Revealed: How much Norfolk Constabulary has spent policing Extinction Rebellion protests
- Credit: Archant
The price tag of policing climate change protests in Norwich over the last year has topped £27,000, figures have revealed.
Since February, Norfolk Constabulary has regularly sent officers to police climate change protests in Norwich, including one protest at County Hall which cost the force an estimated £1,133 in overtime.
Figures gained through a Freedom of Information request have revealed the force also spent £26,313 sending officers to London to support the Metropolitan police in its response to the XR protests which bought parts of the capital to a standstill in April this year.
But campaigners say the price of policing protests is nothing compared to what a "social collapse" would cost, and said it is not the group's fault people are over-stretched.
Since the start of 2019, Extinction Rebellion Norwich, has held a number of events in the city including 'die-ins', critical mass bike rides and protests on the steps of City Hall.
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While the majority of protests were attended by officers on usual duty and therefore did not create any extra cost for the force, on average police have sent 16 officers to each event and sometimes as many as 32.
When asked if the policing of XR protests was taking officers away from other duties, chief superintendent Dave Marshall, county policing commander, said the constabulary planned its response to protests based on the "individual circumstances" both in the force area and elsewhere.
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He said: "We regularly engage with local authorities and protest organisers to ensure appropriate policing plans are in place to minimise the disruption caused to communities and frontline policing and ensure the safety of everyone involved.
"Everyone has the right to free speech and protest, however, officers will take necessary action against those select few who deliberately choose to act outside the law."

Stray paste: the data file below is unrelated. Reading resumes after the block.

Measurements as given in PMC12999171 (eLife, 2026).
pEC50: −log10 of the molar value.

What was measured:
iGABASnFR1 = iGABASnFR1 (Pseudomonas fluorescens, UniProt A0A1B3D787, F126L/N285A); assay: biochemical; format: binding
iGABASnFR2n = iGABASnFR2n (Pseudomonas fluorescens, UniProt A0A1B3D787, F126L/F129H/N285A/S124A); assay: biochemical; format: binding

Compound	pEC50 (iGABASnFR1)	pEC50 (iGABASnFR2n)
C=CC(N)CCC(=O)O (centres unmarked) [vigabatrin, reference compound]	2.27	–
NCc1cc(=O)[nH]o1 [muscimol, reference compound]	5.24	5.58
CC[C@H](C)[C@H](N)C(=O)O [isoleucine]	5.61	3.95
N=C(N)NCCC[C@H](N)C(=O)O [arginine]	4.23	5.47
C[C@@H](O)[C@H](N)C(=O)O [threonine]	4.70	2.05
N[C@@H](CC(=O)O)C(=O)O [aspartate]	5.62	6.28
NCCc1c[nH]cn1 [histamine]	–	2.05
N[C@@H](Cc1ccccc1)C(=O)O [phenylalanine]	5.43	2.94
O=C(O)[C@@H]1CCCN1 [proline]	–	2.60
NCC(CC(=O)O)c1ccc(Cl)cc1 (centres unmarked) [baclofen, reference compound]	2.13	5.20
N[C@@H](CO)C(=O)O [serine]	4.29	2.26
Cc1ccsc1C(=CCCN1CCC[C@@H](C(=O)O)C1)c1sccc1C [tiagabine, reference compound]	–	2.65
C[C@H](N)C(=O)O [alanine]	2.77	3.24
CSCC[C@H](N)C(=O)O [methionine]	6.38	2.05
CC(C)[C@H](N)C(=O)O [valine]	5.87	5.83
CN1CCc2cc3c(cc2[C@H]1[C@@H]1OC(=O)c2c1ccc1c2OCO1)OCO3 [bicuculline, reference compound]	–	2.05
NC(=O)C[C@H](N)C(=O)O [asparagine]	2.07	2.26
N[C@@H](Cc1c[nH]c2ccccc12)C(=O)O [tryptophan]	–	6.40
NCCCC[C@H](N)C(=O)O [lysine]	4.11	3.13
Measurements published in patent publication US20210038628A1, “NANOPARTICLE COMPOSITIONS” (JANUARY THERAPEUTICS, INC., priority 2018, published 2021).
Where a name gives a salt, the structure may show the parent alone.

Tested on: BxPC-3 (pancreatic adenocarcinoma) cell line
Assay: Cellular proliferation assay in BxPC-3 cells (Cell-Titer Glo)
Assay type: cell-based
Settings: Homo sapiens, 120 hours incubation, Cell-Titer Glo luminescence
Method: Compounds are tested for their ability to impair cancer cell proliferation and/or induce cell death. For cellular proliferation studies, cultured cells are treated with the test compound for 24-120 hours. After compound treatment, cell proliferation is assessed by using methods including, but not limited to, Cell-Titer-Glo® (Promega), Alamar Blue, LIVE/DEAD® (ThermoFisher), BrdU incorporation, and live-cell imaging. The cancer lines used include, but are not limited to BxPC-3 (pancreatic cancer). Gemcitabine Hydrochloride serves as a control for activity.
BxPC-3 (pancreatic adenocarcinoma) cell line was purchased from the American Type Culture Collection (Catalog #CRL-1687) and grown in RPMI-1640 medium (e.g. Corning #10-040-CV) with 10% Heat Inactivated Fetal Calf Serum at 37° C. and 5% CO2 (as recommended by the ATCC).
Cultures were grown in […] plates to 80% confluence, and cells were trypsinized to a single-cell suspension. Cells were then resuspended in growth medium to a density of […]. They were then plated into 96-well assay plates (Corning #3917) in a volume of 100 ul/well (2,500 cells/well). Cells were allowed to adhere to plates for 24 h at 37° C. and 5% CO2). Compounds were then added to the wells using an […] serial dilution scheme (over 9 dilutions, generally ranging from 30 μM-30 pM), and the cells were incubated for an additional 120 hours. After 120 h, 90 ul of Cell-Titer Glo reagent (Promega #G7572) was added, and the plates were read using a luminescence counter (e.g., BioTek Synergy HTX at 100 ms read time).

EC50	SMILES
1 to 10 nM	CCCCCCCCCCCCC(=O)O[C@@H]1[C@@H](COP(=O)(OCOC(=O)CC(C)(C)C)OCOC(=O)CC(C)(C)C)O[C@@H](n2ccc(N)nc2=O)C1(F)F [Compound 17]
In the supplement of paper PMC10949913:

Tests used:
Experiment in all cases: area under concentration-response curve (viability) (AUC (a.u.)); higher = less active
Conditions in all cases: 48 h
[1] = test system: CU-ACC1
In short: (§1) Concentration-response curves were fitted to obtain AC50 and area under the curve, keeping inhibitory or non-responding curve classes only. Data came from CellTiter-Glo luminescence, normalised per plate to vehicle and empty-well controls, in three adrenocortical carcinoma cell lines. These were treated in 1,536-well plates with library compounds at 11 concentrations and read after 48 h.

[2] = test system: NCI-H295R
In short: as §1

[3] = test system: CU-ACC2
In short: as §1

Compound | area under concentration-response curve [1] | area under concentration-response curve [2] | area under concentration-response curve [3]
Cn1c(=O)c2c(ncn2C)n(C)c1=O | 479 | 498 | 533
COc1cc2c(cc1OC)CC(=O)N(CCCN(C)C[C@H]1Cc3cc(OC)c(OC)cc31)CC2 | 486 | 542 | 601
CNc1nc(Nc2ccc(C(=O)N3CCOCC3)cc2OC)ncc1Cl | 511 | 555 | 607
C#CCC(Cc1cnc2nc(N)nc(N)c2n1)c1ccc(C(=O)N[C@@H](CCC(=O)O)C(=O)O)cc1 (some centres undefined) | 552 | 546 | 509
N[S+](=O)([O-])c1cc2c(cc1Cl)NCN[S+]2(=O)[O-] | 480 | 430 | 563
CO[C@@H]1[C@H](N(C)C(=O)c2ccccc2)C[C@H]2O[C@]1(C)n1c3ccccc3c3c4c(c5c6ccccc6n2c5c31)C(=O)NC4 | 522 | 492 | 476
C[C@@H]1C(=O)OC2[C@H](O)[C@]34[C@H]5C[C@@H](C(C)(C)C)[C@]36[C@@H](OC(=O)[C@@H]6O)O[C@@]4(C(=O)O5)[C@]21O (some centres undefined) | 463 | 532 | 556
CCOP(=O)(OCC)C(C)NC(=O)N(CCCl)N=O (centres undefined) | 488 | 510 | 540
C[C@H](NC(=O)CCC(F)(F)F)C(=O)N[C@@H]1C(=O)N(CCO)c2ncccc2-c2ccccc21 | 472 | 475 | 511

Amy Wilson, a spokesperson for XR Norwich, said: "The main point is that [the current policing] is not even a drop in the ocean compared to the police resources that will be needed if there's a social collapse.
"In terms of local issues if it gets to that point, police will be running after looters.
"I would say that the majority of the time the police have been over-generous in the number of officers they have sent to protests.
"I do think they need to be there and we see the police as our friends because they are there for our safety.
"Usually if we are blocking a road, someone might try to drive through us and sometimes, someone on foot might say something to us [because they are annoyed] and I get that but the overall message is that we are making people aware and the government aware."
Ms Wilson said the cost of policing now was preventing further costs in the future, and the group's main goal was to make people "aware" of the threat climate change poses.
"It's like getting a repair done to your boiler so you don't have to replace it and [XR] are not responsible for the reasons that the police are over stretched nationally," she said. "It's not really our problem, our one goal, what we are thinking about is the next seven generations not just the now and I'm happy to pay my taxes."
Norfolk Constabulary declined to comment on how many officers it sent to London in April and whether it was on standby to assist the Metropolitan police again during planned protests which get underway from October 7.